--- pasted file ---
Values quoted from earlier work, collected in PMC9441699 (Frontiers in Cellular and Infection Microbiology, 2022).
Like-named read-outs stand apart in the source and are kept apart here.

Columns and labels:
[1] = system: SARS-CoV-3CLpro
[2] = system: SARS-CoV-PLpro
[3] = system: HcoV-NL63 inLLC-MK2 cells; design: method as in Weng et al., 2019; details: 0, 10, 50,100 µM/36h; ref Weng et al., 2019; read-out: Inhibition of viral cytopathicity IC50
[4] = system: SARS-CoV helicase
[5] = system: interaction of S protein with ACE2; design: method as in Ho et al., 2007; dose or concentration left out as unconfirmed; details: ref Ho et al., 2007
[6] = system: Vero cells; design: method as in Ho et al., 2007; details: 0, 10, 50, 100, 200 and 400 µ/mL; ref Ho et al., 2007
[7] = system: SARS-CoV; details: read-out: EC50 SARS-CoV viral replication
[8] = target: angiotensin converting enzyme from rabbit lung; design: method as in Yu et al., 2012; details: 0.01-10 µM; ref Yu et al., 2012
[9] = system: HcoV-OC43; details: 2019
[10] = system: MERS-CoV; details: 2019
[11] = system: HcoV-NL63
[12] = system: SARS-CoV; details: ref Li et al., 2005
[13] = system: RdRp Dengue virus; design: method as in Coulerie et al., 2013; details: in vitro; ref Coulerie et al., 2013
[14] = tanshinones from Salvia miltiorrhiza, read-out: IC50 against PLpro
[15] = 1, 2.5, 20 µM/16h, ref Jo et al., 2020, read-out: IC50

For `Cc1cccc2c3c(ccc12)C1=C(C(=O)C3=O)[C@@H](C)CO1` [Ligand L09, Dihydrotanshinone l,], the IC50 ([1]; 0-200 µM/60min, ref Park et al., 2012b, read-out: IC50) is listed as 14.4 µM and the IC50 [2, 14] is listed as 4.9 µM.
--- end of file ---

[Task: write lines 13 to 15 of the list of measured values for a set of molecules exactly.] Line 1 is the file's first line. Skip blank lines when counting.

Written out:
[10] = system: MERS-CoV; details: 2019
[11] = system: HcoV-NL63
[12] = system: SARS-CoV; details: ref Li et al., 2005